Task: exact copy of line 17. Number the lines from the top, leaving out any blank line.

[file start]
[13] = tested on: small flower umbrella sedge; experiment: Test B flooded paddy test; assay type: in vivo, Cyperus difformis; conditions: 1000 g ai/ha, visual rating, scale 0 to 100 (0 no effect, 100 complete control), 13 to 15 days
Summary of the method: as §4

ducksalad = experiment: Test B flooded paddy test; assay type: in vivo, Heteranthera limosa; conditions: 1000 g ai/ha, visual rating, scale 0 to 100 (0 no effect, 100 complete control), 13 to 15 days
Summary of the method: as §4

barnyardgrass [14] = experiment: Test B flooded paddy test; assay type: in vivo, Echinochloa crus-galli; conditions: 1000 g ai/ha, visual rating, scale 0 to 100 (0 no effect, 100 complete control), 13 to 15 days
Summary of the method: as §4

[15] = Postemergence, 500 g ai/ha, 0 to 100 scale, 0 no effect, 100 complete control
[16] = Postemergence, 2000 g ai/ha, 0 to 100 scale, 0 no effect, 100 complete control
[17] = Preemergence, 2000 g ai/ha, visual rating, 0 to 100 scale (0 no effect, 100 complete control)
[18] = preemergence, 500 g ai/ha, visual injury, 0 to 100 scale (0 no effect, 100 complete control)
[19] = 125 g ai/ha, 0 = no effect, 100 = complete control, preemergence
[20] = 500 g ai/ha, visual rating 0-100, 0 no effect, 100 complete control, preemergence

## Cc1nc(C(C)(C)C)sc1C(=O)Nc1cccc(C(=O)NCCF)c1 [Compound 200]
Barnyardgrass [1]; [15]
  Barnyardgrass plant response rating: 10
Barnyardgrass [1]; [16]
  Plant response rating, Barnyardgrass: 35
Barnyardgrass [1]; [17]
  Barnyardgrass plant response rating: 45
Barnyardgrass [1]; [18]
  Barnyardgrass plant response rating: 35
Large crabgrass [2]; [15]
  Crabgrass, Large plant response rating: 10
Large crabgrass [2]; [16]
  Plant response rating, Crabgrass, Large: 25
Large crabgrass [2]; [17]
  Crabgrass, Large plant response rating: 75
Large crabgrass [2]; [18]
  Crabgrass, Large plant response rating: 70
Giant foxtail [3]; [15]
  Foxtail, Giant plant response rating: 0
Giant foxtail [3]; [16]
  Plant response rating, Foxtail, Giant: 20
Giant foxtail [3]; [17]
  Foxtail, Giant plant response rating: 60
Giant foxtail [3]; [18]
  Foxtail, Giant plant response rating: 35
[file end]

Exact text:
  Plant response rating, Barnyardgrass: 35